The 2012 act however reverses the previous policy implemented by the 1979 act, which now requires the keeper to rectify errors in the register. “Inaccuracy” is now defined (Section 65),
However this is limited to cases of manifest inaccuracy. Manifest is not defined within the act, which is therefore at the discretion of the keeper. Based on the Act’s Explanatory Notes, this appears intentional: providing the Keeper flexibility in respect of what qualifies here and adapt to individual circumstances, as well as judicially-induced changes to property law concepts. As such, Section 80 demonstrates the 2012 Act’s emphasis on reconciling registration rules and property law.
It is accepted that test for rectification requires a high evidential standard and that any such successful application will require a declarator from the courts as stated by Limor Wolfe discussing the new reform on Harper Macleod LLP blog. Further to this is has been stated that the new legislation will increase transparency of land ownership and correct the unfairness of the so-called ‘Midas Touch’. According to Professor Stewart Brymer. The key difference is there is as stated above a greater onus on the Keeper to rectify any mistakes in the register. The Midas touch or the Alice effect as coined by Kenneth Swinton allude to the point the register is in fact always correct.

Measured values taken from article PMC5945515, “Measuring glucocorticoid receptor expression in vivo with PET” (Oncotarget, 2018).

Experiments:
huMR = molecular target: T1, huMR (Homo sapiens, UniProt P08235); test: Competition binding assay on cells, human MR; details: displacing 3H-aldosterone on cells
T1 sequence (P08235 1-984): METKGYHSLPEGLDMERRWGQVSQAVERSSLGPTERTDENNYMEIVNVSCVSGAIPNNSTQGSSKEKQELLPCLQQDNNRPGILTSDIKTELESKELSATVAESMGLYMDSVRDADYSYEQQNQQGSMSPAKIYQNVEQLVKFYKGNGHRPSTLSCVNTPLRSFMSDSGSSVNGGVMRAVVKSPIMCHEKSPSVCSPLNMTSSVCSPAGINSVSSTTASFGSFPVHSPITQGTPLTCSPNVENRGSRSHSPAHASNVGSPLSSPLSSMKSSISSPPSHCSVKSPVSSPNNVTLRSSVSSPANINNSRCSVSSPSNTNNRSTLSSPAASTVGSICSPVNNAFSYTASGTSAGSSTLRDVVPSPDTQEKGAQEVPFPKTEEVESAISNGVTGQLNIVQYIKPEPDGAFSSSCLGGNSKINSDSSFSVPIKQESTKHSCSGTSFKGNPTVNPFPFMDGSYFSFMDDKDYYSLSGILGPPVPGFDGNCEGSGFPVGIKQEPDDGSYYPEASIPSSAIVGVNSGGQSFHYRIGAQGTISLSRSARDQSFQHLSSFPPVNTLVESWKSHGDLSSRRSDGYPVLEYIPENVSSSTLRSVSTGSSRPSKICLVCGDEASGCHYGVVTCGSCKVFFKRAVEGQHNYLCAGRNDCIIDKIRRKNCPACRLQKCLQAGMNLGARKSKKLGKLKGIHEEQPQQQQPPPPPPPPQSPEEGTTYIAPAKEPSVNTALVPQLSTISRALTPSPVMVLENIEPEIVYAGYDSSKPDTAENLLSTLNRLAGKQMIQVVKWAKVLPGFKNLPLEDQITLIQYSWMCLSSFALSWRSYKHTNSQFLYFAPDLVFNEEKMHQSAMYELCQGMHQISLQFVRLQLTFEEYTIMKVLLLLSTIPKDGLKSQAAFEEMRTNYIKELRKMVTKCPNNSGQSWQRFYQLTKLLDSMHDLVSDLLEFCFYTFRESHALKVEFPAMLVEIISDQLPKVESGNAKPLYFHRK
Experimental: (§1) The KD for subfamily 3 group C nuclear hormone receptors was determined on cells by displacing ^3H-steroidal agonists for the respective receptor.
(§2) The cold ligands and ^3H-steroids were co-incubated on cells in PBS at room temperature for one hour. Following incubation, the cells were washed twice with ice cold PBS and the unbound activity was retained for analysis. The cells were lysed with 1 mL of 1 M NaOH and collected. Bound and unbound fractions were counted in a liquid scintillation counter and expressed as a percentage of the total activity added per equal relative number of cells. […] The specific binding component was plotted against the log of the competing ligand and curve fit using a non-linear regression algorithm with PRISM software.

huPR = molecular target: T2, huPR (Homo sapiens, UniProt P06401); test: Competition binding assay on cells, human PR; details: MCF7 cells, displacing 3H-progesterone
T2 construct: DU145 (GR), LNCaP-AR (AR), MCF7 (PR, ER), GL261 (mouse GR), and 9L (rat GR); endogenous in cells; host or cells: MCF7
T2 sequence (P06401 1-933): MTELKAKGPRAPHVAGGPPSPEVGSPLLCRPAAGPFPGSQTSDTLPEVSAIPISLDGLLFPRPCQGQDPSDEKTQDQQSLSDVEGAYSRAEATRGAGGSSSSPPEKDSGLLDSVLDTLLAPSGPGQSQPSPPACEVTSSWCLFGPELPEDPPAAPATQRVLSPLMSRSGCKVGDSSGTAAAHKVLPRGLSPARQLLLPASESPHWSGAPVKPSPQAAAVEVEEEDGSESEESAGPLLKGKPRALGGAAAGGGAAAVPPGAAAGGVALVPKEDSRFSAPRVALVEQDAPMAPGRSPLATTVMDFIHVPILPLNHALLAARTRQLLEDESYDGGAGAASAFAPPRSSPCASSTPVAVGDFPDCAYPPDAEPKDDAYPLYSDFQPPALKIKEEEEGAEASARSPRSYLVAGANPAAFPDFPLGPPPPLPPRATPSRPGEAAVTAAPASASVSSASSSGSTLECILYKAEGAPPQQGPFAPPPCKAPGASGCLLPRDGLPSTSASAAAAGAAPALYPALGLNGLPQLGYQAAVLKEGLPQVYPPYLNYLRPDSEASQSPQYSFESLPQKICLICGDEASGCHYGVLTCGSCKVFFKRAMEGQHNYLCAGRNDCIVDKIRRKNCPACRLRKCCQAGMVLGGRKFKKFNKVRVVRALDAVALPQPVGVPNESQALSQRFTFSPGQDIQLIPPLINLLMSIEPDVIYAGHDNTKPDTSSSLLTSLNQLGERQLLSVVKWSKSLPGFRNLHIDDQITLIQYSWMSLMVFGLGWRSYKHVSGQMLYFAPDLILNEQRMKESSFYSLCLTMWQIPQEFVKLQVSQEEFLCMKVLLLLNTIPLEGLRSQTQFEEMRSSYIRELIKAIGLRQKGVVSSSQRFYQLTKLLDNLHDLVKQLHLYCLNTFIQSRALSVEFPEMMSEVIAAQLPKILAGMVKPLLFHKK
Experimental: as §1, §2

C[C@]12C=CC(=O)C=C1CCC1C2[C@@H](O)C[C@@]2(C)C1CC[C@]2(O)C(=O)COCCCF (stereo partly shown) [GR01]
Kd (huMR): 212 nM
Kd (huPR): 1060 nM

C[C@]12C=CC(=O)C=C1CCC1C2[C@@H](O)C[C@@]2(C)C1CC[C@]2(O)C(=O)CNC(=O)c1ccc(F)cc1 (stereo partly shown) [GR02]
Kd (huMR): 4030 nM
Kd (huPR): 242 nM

However there can be only two types of inaccuracy Bijural or an actual inaccuracy. Not all inaccuracies affect the substance of a right. Minor clerical errors are not uncommon. Thus a real burden might be mistranscribed; or the address or occupation of the registered owner might be incorrect; or there might be a, generally trivial, typing error. This would be known as an actual inaccuracy. A bijural inaccuracy effectively now under the 2012 act strikes equilibrium between land registration and the scots law of property which effectively realigns the law of land registration with the scots law of property as previously stated. This effectively dilutes the Midas touch, which has been controversial as previously mentioned.
Section 9 (3) 1979 Act states that if rectification would prejudice a proprietor in possession, the keeper may only exercise his power to rectify in particular circumstances, for example, where there the inaccuracy has been caused wholly or substantially by the fraud and carelessness of the proprietor in possession. However, proprietor in possession is not defined in the 1979 Act. In Kaur v Singh, it was stated that ‘proprietor’ was to be given its ordinary meaning: the proprietor is the holder of a primary real right. That is to say that the proprietor is the owner of land or a tenant on a long lease of greater than twenty years as such a tenant has his own title sheet. Regarding possession, it was held in Kaur that in order to be a proprietor in possession, actual possession rather than a simple legal interest was required. However, under the 2012 Act, the test of proprietor in possession does not exist.